Think about this: whenever a person, in real life, tries to prove a point by quoting someone else, the listener's natural instinct is to wonder, "I wonder what the context was, and if it meant what this person is saying it meant." But when a person tries to prove a point by quoting the Bible, many American listeners are soothed (or at least stiffled) if the person simply says what verse it came from. Again, I ask you: does this help, or hinder, the Purpose?
Do you think you've been influenced by "verses"? (What do you have to compare it to?) I know a way that might help you discover the difference. I suggest you try an experiment, to find out if you prefer reading "pure" scripture. But it may take some time... Here's my suggestion: just three simple tasks:
1) Take Paul's letter to the church in Rome and copy it - by hand or by keyboard, whichever is more comfortable for you. (Romans is very long; I suggest you start with Colossians or Philippians first. These are the shortest books that also have lots of Christ in them, in ways that He's easy to find!) While you are copying it, leave out the chapter and verse numbers! (Also, leave out the headings and footnotes; copy only the scripture... you know what it's like having headings and footnotes; I'm suggesting you try it at least once without them.)
2) Then, when your new copy of Paul's letter about Jesus is done, and as soon as you can find the time, go sit in a quiet place, away from distractions, and read it... or, even better, try this: Before you read it, sit quietly for a short time, with one prayer: God, show me Jesus. You don't have to repeat the prayer in your head over and over, just reach out to Him and for Him, and - if you can - feel Him reaching out in His love for you. Relax, clear your mind, and focus on Him. He does love you, you know. Jesus died to prove it!
3) Whenever you start reading, begin at the start, and keep right on going until you get to the end, no matter what happens. Start to finish. If you get distracted, or lose focus on what you are reading, that's fine, but try this: pause a moment and say out loud, "God, show me Jesus." Then pick up right where you were, even if you just realized you weren't paying attention to the last half a page. The idea here is to get from the start to the end, looking for Jesus... it may not be very successful the first several times... but then again, even if it's not a roaring success, it might be Amazing!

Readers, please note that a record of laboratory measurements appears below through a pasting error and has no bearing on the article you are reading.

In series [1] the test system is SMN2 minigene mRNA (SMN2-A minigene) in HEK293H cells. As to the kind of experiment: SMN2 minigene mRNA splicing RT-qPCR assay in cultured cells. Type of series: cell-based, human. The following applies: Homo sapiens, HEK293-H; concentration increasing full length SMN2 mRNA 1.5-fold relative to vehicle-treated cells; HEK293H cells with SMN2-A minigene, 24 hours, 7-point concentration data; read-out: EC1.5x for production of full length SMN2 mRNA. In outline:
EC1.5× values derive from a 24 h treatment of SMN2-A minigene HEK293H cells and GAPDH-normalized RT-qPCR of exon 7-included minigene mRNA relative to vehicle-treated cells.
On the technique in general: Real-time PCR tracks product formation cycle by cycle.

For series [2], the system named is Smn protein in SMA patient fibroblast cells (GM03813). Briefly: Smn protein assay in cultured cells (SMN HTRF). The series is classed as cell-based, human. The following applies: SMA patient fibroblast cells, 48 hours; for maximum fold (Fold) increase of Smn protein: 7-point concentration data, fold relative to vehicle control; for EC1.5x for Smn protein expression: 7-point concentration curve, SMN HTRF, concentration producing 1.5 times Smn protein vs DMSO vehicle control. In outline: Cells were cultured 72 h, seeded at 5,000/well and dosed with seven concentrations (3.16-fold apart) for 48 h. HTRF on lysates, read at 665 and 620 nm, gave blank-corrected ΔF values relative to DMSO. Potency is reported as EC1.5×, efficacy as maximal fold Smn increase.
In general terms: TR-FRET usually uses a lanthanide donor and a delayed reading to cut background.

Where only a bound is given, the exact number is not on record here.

If you try these "three simple tasks"... when you're done... would you please send me an e-mail, to let me (and others who find this page) know how the experience went, for you? Did it help? Did you get through it the first time? (If you're "A Definitely Distracted" person, like I am, you might need a few tries at the reading part!) But the big question: did you find more of Him?
By the way, a few years ago I retyped my Bible (well, my NT) and took out the verses, and formatted it just like a story, and put all the letters in their proper place in the story. It took me a year, but it gave me a real solid sense of the overall context... and helped me get past the distracting approach (which I felt) of needing to chop it all up into tiny bits, and analyze each sentence to death. Knowing the whole context helped me get begin to get past the influence of "verses" and the "study" mindset. (**OK, I admit there are times when I study the Bible, and then I use verses... but it isn't my main goal, nor should it be! There ought to be study bibles and yet, also, PURE bibles, too. I'm not against "bible study" per se... but I think the currently typical emphasis on "study" is just way, way out of proportion.**)
Let me repeat myself: In connecting our souls to His Word, the real key is still, simply, the actual presence and moving of His Holy Spirit. My friend, please. Whatever you do when you look at the Bible, I have one hope and prayer for you: that you find Him.
Find him, more and more.